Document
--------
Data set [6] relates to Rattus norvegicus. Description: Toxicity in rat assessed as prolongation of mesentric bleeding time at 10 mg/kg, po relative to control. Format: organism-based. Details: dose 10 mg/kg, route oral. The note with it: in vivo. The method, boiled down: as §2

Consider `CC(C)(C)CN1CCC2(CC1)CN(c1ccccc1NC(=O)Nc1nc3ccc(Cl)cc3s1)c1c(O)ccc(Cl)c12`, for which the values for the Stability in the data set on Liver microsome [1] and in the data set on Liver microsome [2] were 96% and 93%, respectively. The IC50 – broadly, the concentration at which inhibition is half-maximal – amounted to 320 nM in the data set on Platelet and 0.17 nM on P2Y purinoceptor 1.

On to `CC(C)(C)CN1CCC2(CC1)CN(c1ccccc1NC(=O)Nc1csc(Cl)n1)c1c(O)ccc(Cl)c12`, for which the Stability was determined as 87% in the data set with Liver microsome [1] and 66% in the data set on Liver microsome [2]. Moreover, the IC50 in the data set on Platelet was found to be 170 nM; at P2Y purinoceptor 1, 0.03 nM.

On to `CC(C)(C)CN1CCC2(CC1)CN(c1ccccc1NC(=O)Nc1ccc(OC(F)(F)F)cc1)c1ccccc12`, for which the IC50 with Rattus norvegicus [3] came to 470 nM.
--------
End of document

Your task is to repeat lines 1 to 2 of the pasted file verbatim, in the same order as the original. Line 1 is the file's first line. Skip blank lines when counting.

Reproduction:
Data set [6] relates to Rattus norvegicus. Description: Toxicity in rat assessed as prolongation of mesentric bleeding time at 10 mg/kg, po relative to control. Format: organism-based. Details: dose 10 mg/kg, route oral. The note with it: in vivo. The method, boiled down: as §2

Consider `CC(C)(C)CN1CCC2(CC1)CN(c1ccccc1NC(=O)Nc1nc3ccc(Cl)cc3s1)c1c(O)ccc(Cl)c12`, for which the values for the Stability in the data set on Liver microsome [1] and in the data set on Liver microsome [2] were 96% and 93%, respectively. The IC50 – broadly, the concentration at which inhibition is half-maximal – amounted to 320 nM in the data set on Platelet and 0.17 nM on P2Y purinoceptor 1.